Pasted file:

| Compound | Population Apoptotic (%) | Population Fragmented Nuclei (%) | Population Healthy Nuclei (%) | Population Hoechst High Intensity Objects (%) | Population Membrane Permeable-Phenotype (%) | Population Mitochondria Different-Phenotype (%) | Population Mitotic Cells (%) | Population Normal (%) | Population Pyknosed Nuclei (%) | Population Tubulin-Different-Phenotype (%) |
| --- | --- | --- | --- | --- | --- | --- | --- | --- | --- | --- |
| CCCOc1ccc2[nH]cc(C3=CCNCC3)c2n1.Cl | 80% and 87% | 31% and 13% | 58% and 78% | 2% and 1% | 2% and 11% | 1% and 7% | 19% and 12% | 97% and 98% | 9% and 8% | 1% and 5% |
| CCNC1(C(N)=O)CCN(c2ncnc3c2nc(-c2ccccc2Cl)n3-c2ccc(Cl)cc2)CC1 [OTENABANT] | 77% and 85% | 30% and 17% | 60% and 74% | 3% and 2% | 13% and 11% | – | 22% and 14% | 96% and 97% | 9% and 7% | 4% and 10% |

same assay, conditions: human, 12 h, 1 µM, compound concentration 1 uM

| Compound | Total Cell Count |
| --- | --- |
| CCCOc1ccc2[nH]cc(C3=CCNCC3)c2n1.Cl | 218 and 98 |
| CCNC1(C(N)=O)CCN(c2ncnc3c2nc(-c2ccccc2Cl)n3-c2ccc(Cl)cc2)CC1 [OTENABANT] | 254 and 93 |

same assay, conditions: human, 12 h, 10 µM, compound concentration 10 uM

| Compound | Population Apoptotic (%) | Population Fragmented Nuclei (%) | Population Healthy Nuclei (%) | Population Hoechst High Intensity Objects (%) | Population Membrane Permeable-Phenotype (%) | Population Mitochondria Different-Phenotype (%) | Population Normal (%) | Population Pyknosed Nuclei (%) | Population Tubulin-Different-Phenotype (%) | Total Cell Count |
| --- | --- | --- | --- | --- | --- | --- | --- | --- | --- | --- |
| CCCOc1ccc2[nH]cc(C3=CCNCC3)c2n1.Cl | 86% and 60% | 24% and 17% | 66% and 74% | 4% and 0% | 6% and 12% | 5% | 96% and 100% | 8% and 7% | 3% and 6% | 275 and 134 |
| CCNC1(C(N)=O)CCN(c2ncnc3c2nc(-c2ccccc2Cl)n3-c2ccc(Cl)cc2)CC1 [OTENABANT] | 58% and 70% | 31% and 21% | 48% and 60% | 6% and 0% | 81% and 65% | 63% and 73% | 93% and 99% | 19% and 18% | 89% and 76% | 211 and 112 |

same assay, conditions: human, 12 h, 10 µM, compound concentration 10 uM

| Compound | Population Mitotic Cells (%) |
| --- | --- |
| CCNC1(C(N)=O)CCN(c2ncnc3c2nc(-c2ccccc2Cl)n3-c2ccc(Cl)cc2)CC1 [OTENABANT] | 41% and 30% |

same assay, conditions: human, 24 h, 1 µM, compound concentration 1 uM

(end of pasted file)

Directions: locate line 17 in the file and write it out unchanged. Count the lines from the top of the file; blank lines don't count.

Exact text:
| --- | --- |